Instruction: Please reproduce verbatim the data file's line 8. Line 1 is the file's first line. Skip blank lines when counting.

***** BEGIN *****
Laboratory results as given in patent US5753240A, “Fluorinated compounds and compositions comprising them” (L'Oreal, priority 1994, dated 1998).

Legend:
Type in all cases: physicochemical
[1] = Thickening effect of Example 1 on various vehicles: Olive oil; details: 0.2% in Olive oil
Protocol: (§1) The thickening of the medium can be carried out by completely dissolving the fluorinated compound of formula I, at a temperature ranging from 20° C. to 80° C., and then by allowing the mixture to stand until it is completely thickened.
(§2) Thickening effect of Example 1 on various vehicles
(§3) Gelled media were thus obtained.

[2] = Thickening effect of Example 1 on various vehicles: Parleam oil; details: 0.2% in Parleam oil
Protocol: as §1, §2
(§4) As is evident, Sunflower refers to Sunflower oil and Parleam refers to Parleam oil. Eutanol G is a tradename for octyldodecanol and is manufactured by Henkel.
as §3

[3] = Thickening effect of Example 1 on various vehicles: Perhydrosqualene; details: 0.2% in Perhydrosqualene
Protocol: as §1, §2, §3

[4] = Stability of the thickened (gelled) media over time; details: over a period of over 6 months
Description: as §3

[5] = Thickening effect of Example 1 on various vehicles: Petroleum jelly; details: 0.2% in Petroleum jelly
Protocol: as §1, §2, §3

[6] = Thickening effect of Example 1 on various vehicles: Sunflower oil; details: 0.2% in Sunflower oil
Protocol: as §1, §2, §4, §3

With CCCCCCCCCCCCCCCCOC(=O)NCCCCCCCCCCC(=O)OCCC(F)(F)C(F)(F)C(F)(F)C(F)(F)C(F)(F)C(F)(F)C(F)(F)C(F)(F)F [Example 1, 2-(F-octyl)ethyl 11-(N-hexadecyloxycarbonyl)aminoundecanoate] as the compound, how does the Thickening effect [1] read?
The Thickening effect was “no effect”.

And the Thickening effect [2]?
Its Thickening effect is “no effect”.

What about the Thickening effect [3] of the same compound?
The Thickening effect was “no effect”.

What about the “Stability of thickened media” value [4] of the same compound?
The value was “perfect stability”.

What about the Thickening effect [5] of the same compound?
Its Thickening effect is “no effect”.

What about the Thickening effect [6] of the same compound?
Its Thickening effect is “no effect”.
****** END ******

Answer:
[2] = Thickening effect of Example 1 on various vehicles: Parleam oil; details: 0.2% in Parleam oil